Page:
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June 2016 High and Emerging Risk List

June 30, 2016

(Data as of December 31, 2015)

PDF of June 2016 Risk List

Risk List Process

We begin development of the Risk List by identifying areas of risk potentially faced by Ninth District financial institutions – see Table 1. Then we assess each risk for level of concern, level of exposure, and trend – see Table 2. Table 1 also summarizes all risks considered and shows the level of concern and level of exposure for the current period and two prior periods. The report includes trend data only for the current period. While there is a slight bias toward issues affecting SMBs, the process assesses risk exposure for all Ninth District banks and holding companies. 

Key risks and the related supervisory responses are summarized in order of risk severity. We also include brief discussions of risks that, although currently below the threshold for a complete write-up, have the potential to emerge as significant concerns in the near term or for which additional information is needed to assess the actual level of risk. Finally, we do not comment on risk dimensions that are not currently significant areas of concern. 


Table 1: Risk List table


Table 2: Risk List key


Summary of Key Risks

Cybersecurity Risk Red arrow

Cybersecurity risk remains high, with significant exposure and a stable trend. While risk remains high, institutions have been managing heightened current cybersecurity threats for some time so the trend is stable. Cybersecurity is the universe of technologies, processes, and practices designed to protect networks, computers, programs, and data from attack, damage, or unauthorized access.

The high level of cybersecurity risk is a function of both the frequency and the potential severity of losses that lead to a control breakdown. While Distributed Denial of Service (DDoS) and other sophisticated network attacks continue to be prevalent, cyber criminals and activists have been targeting financial institutions with ransomware, a type of malware that typically encrypts data on a target machine and/or connected network. The malware is often introduced through an email attachment or clicking on a malicious web page or ad. Attackers then demand payment in order to release or unlock the files.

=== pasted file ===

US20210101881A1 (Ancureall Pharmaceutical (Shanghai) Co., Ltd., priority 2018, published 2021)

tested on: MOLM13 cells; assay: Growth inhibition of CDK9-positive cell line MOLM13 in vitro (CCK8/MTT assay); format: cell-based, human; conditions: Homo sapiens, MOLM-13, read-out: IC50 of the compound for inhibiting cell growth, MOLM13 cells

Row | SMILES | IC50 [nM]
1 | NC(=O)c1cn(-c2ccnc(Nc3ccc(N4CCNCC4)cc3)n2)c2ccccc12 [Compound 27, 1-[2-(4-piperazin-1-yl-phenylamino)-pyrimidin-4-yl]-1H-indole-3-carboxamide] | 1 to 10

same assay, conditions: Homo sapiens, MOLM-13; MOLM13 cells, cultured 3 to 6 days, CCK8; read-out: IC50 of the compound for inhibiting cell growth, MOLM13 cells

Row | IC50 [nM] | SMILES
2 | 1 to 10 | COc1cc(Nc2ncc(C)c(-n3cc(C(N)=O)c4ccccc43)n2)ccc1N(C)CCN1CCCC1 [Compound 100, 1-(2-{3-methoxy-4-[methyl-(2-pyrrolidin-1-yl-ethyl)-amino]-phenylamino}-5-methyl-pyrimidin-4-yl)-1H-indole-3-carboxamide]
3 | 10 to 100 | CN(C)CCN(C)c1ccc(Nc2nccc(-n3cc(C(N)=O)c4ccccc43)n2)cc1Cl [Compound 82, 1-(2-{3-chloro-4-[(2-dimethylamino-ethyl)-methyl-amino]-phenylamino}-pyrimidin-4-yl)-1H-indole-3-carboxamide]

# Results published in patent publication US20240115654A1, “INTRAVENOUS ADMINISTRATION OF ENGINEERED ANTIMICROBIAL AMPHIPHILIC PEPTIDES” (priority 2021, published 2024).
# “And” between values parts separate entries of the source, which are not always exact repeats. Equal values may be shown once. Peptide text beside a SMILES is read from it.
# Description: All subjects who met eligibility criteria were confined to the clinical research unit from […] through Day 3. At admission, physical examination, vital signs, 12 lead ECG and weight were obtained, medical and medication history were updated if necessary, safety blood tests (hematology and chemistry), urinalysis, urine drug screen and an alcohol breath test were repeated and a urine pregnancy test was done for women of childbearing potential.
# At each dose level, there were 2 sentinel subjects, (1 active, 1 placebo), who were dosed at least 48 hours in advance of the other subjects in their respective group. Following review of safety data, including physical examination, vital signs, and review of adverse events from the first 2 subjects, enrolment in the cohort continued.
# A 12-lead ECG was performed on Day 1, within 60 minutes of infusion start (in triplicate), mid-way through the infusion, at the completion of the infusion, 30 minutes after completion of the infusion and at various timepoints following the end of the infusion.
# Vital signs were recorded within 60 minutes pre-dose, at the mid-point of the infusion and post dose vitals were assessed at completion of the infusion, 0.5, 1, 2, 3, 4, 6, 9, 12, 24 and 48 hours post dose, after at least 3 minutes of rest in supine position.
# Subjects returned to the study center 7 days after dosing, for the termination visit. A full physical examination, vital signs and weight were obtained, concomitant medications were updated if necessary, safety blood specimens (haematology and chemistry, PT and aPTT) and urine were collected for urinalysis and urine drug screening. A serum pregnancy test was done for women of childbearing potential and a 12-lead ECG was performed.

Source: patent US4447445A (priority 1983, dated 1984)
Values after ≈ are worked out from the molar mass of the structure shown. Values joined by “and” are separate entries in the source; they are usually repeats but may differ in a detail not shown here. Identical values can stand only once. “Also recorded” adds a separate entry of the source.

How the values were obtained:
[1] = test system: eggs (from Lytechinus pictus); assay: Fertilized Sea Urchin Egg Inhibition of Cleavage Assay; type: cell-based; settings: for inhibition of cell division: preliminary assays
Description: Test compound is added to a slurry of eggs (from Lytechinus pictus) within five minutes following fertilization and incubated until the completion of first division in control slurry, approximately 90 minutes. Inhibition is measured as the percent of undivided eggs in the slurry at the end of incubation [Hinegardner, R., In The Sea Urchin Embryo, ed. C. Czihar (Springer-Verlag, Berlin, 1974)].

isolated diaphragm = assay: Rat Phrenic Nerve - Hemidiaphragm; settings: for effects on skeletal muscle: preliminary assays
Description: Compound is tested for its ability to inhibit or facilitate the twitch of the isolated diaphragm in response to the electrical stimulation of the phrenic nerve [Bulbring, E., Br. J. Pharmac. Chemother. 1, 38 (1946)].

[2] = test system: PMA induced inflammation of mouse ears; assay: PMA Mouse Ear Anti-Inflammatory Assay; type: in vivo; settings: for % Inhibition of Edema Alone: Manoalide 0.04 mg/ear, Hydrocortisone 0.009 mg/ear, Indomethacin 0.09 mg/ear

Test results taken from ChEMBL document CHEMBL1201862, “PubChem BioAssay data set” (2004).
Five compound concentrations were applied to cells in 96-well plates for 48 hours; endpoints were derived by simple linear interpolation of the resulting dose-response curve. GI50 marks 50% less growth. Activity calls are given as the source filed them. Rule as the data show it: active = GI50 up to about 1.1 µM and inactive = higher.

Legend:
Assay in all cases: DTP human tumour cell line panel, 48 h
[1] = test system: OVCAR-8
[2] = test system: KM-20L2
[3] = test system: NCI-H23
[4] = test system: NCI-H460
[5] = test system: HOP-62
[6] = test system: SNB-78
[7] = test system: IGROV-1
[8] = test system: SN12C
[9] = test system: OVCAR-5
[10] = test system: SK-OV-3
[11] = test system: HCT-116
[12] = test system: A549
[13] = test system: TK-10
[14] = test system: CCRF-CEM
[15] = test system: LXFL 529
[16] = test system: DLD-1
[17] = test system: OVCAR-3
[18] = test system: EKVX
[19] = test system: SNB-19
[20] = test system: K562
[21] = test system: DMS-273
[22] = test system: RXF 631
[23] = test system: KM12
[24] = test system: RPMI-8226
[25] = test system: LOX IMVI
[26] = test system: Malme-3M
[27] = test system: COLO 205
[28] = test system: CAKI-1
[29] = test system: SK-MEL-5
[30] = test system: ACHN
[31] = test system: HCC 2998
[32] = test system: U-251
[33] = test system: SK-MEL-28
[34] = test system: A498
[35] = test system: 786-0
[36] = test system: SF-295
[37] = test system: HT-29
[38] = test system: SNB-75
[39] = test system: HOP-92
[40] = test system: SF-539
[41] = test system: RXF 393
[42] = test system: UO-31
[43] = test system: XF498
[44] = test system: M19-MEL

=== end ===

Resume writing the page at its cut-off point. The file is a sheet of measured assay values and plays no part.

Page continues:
Most Ninth District institutions continue to have a critical reliance on third parties for technology services. The trend of adopting cloud and virtualization technologies has increased this reliance. Examiners continue to cite issues at financial institutions that result from overreliance on third parties, without appropriate oversight. These issues lead to inadequate business continuity, disaster recovery performance, testing, and overall network resiliency.

Key Action Steps for Banks and Holding Companies

  • Institutions should provide staff with adequate job-specific training related to awareness of social engineering schemes and ransomware in order to reduce the likelihood of incidents.
  • Financial institutions should have established and tested incident response plans to react quickly if an incident were to occur.

Bank Secrecy Act/Anti-Money Laundering, and Office of Foreign Assets Control Risk Yellow arrow

BSA/AML and OFAC risk is elevated, with a significant exposure and an increasing trend. BSA/AML and OFAC risk is the risk of legal and compliance costs and reputational damage associated with failure to comply with BSA/AML and OFAC obligations. 

The regulatory agencies have released new rules that will have a significant impact on institutions’ BSA/AML compliance programs. The Financial Crimes Enforcement Network (FinCEN) issued final rules2  on May 11, 2016, to clarify and strengthen Customer Due Diligence (CDD) requirements. These rules contain explicit CDD requirements and include a new requirement to identify and verify the identity of beneficial owners of legal entity customers, subject to certain exclusions and exemptions.